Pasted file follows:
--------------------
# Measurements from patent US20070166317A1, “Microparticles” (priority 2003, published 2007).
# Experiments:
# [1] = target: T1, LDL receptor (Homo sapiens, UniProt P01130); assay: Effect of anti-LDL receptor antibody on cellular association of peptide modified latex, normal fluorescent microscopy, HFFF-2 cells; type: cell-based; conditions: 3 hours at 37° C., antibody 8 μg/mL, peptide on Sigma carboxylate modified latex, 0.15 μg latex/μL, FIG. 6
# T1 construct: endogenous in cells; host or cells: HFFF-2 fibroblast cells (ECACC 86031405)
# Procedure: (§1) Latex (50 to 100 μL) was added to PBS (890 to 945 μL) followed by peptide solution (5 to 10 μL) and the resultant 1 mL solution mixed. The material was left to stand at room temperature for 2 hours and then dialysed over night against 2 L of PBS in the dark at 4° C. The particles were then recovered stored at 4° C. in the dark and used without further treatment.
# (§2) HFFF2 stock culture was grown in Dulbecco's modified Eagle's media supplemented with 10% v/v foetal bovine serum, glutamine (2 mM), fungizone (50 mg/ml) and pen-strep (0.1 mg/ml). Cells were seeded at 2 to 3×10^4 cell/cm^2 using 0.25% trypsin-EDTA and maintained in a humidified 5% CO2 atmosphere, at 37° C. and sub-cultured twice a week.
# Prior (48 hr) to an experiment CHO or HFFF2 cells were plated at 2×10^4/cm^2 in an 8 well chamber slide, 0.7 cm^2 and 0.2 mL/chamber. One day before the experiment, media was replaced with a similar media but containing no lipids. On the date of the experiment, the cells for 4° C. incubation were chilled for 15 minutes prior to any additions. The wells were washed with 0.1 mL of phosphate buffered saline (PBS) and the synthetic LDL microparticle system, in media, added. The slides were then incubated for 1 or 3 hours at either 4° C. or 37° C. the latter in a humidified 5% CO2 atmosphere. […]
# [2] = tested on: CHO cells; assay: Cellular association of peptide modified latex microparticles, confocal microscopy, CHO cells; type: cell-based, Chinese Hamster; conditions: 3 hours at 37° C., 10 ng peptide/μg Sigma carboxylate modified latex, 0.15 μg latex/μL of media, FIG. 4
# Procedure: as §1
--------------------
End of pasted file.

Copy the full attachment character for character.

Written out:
# Measurements from patent US20070166317A1, “Microparticles” (priority 2003, published 2007).
# Experiments:
# [1] = target: T1, LDL receptor (Homo sapiens, UniProt P01130); assay: Effect of anti-LDL receptor antibody on cellular association of peptide modified latex, normal fluorescent microscopy, HFFF-2 cells; type: cell-based; conditions: 3 hours at 37° C., antibody 8 μg/mL, peptide on Sigma carboxylate modified latex, 0.15 μg latex/μL, FIG. 6
# T1 construct: endogenous in cells; host or cells: HFFF-2 fibroblast cells (ECACC 86031405)
# Procedure: (§1) Latex (50 to 100 μL) was added to PBS (890 to 945 μL) followed by peptide solution (5 to 10 μL) and the resultant 1 mL solution mixed. The material was left to stand at room temperature for 2 hours and then dialysed over night against 2 L of PBS in the dark at 4° C. The particles were then recovered stored at 4° C. in the dark and used without further treatment.
# (§2) HFFF2 stock culture was grown in Dulbecco's modified Eagle's media supplemented with 10% v/v foetal bovine serum, glutamine (2 mM), fungizone (50 mg/ml) and pen-strep (0.1 mg/ml). Cells were seeded at 2 to 3×10^4 cell/cm^2 using 0.25% trypsin-EDTA and maintained in a humidified 5% CO2 atmosphere, at 37° C. and sub-cultured twice a week.
# Prior (48 hr) to an experiment CHO or HFFF2 cells were plated at 2×10^4/cm^2 in an 8 well chamber slide, 0.7 cm^2 and 0.2 mL/chamber. One day before the experiment, media was replaced with a similar media but containing no lipids. On the date of the experiment, the cells for 4° C. incubation were chilled for 15 minutes prior to any additions. The wells were washed with 0.1 mL of phosphate buffered saline (PBS) and the synthetic LDL microparticle system, in media, added. The slides were then incubated for 1 or 3 hours at either 4° C. or 37° C. the latter in a humidified 5% CO2 atmosphere. […]
# [2] = tested on: CHO cells; assay: Cellular association of peptide modified latex microparticles, confocal microscopy, CHO cells; type: cell-based, Chinese Hamster; conditions: 3 hours at 37° C., 10 ng peptide/μg Sigma carboxylate modified latex, 0.15 μg latex/μL of media, FIG. 4
# Procedure: as §1